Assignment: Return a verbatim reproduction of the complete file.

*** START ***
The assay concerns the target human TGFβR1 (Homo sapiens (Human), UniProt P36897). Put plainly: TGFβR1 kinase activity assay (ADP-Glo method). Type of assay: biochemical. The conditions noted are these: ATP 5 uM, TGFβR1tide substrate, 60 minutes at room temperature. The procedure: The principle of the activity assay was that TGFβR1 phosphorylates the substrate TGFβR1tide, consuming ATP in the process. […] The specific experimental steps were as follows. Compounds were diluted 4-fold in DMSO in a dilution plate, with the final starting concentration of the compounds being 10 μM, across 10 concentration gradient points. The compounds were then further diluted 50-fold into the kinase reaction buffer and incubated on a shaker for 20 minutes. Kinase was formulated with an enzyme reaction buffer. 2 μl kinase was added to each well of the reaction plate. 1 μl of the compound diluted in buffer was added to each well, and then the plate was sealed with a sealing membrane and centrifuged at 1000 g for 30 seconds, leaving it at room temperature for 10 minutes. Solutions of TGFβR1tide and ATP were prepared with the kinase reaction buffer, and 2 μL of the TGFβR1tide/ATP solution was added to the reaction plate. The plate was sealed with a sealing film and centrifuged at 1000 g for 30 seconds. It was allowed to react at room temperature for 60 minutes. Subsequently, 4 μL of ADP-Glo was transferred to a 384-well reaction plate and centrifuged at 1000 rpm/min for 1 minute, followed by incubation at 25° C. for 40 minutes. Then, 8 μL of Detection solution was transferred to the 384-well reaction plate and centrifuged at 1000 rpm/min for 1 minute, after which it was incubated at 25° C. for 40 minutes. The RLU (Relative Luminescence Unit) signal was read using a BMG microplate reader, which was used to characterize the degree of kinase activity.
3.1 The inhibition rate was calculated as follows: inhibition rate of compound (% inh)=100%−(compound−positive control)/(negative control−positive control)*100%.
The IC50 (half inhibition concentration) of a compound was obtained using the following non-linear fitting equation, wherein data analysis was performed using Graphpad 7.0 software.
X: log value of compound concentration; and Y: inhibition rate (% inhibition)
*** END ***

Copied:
The assay concerns the target human TGFβR1 (Homo sapiens (Human), UniProt P36897). Put plainly: TGFβR1 kinase activity assay (ADP-Glo method). Type of assay: biochemical. The conditions noted are these: ATP 5 uM, TGFβR1tide substrate, 60 minutes at room temperature. The procedure: The principle of the activity assay was that TGFβR1 phosphorylates the substrate TGFβR1tide, consuming ATP in the process. […] The specific experimental steps were as follows. Compounds were diluted 4-fold in DMSO in a dilution plate, with the final starting concentration of the compounds being 10 μM, across 10 concentration gradient points. The compounds were then further diluted 50-fold into the kinase reaction buffer and incubated on a shaker for 20 minutes. Kinase was formulated with an enzyme reaction buffer. 2 μl kinase was added to each well of the reaction plate. 1 μl of the compound diluted in buffer was added to each well, and then the plate was sealed with a sealing membrane and centrifuged at 1000 g for 30 seconds, leaving it at room temperature for 10 minutes. Solutions of TGFβR1tide and ATP were prepared with the kinase reaction buffer, and 2 μL of the TGFβR1tide/ATP solution was added to the reaction plate. The plate was sealed with a sealing film and centrifuged at 1000 g for 30 seconds. It was allowed to react at room temperature for 60 minutes. Subsequently, 4 μL of ADP-Glo was transferred to a 384-well reaction plate and centrifuged at 1000 rpm/min for 1 minute, followed by incubation at 25° C. for 40 minutes. Then, 8 μL of Detection solution was transferred to the 384-well reaction plate and centrifuged at 1000 rpm/min for 1 minute, after which it was incubated at 25° C. for 40 minutes. The RLU (Relative Luminescence Unit) signal was read using a BMG microplate reader, which was used to characterize the degree of kinase activity.
3.1 The inhibition rate was calculated as follows: inhibition rate of compound (% inh)=100%−(compound−positive control)/(negative control−positive control)*100%.
The IC50 (half inhibition concentration) of a compound was obtained using the following non-linear fitting equation, wherein data analysis was performed using Graphpad 7.0 software.
X: log value of compound concentration; and Y: inhibition rate (% inhibition)